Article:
(A sermon given on January 16th 2011 at All Saints' Episcopal Church, Littleton NH)
In this morning’s gospel (John 1:29-42), we get another version of Jesus’ baptism.
I love talking about Baptism, but I’m not going to talk about it today, in part because I talked about it two weeks ago when we baptized Lila at the 10AM service. Also, Paul talked about it in beautiful detail last Sunday in his sermon.
The truth of the matter, however, is that Baptism hasn’t been on my mind this week at all. I know, from talking with many of you, baptism hasn’t been on your minds either.
Our vestry meeting ended Tuesday night with talk about the Arizona shootings. The Men’s Breakfast, the next morning, began with a similar conversation. At The White Mountain School on Thursday, Paul’s morning reading was on it as well.
When tragedy strikes, we are compelled to ask the question “why”, even though some part of us knows the answer will always be incomplete.
“Scripture tells us that there is evil in the world, and that terrible things happen for reasons that defy human understanding. In the words of Job, “When I looked for light, then came darkness.” Bad things happen, and we have to guard against simple explanations in the aftermath...what we cannot do is use this tragedy as one more occasion to turn on each other.”
I’m sure you’re not surprised to hear scripture quoted from the pulpit. But perhaps you may not be aware that I also just quoted the President of the United States.
The primary qualification in becoming President of the United States is gaining the support and, ultimately, the nomination of one of our two major political parties. This event usually shadows everything a President does in office. The other night in Tucson Arizona, at the Memorial event, President Obama did something rare: he transcended this qualification.
“I have come here tonight as an American who, like all Americans, kneels to pray with you today and will stand by you tomorrow.
There is nothing I can say that will fill the sudden hole torn in your hearts. But know this: The hopes of a nation are here tonight. We mourn with you for the fallen. We join you in your grief. And we add our faith to yours...”
President Obama was more preacher than politician that night. He lifted our hopes by sharing glimpses of those who died: how in their ordinary lives they were extraordinary people.
He also shared how people standing by overcame their fears and acted in the moment: the 20 year old intern who used his hands to control the Congresswoman’s bleeding, those who tackled the gunmen, and the woman who grabbed the extra bullet clip before the gunmen could use it.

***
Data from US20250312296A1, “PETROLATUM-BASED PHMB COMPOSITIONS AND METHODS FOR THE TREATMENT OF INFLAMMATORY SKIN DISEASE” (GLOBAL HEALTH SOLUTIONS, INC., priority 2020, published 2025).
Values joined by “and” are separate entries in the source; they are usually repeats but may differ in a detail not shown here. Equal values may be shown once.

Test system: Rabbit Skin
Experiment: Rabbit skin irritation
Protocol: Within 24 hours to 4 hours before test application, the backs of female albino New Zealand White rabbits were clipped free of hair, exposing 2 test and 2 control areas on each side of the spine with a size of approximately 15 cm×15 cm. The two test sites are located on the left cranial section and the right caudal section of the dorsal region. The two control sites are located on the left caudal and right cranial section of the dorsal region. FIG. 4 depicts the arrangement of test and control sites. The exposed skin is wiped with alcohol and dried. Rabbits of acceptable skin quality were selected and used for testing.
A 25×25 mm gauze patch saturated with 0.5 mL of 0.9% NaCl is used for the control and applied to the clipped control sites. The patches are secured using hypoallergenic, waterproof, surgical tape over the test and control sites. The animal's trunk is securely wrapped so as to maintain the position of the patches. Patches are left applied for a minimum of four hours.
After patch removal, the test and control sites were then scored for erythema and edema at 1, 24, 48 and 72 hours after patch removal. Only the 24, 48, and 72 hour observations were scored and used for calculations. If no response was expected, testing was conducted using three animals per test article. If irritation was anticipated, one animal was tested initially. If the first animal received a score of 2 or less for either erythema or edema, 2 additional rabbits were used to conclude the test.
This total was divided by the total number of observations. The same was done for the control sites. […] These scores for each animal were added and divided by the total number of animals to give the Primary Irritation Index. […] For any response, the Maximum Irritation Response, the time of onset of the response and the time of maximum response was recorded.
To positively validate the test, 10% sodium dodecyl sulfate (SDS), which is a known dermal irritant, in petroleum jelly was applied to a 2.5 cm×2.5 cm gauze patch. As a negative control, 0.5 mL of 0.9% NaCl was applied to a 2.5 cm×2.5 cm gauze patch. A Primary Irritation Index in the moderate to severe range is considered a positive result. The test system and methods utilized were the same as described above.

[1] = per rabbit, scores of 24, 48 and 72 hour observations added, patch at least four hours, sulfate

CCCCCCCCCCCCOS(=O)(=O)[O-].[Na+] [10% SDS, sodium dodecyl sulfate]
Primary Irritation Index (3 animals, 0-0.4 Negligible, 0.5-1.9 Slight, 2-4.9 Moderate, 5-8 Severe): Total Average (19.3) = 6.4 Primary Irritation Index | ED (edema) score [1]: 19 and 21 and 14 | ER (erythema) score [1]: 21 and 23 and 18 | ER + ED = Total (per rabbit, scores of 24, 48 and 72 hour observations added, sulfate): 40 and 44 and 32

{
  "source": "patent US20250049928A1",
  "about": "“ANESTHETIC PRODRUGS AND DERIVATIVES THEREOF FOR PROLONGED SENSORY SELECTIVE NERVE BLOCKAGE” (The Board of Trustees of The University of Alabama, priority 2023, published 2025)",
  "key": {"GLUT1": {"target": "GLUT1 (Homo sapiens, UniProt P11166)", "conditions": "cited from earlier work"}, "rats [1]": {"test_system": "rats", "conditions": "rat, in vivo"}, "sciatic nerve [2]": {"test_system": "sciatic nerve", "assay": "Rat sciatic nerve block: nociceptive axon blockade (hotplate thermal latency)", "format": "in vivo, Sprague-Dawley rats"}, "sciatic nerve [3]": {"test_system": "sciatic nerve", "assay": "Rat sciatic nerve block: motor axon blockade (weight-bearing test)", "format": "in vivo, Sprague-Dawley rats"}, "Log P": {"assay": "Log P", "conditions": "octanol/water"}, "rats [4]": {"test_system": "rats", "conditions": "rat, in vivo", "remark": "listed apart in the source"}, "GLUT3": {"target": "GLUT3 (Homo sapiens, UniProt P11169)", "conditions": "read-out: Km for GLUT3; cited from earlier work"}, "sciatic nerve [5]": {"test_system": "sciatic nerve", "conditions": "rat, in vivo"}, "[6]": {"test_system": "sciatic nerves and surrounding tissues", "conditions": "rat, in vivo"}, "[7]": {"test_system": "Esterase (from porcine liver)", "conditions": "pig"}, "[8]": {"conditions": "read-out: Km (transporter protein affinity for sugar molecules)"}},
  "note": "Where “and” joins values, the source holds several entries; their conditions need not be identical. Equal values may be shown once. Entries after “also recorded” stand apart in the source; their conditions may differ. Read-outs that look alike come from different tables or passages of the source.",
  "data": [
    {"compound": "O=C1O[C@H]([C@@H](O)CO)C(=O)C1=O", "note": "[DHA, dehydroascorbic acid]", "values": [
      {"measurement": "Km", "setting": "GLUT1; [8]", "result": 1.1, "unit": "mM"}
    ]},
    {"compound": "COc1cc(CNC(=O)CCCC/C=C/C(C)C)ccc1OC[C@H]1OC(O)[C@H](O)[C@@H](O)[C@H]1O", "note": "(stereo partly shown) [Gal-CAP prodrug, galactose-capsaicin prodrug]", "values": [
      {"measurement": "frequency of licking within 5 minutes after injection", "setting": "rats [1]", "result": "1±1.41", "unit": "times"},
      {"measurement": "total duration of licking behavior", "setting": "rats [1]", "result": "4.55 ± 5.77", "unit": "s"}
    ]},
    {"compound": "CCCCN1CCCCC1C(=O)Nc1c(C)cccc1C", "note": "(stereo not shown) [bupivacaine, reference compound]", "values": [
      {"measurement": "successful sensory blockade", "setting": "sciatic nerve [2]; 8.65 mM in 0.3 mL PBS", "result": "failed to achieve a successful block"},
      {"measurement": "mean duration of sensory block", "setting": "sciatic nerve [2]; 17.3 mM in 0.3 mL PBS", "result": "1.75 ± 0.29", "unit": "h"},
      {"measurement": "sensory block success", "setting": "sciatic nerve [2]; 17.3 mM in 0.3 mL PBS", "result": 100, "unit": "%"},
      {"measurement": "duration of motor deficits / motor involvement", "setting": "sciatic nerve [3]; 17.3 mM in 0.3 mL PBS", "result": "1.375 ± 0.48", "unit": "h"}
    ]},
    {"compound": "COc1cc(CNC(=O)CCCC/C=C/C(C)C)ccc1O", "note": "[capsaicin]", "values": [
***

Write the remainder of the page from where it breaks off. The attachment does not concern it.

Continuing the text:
After lifting our hopes with the goodness in the midst of destruction, he refused to blame anyone or jump to quick answers. That’s been well publicized. But what is also clear from the speech is that the President also gave us all something to do:
Yes, we have to examine all the facts behind this tragedy. We cannot and will not be passive in the face of such violence. We should be willing to challenge old assumptions in order to lessen the prospects of such violence in the future....As we discuss these issues, let each of us do so with a good dose of humility. Rather than pointing fingers or assigning blame, let’s use this occasion to expand our moral imaginations, to listen to each other more carefully, to sharpen our instincts for empathy and remind ourselves of all the ways that our hopes and dreams are bound together.
After all, that’s what most of us do when we lose somebody in our family -– especially if the loss is unexpected. We’re shaken out of our routines. We’re forced to look inward. We reflect on the past: Did we spend enough time with an aging parent, we wonder. Did we express our gratitude for all the sacrifices that they made for us? Did we tell a spouse just how desperately we loved them, not just once in a while but every single day?
So sudden loss causes us to look backward -– but it also forces us to look forward; to reflect on the present and the future, on the manner in which we live our lives and nurture our relationships with those who are still with us.”
If you cannot tell by now, I was really taken in by his speech. And I wasn’t the only one. Of course, you expect the usual supportive voices, but the positive reactions to the President’s speech has come from all sides. For example, John McCain wrote an op-ed for this morning’s Washington’s Post, saying: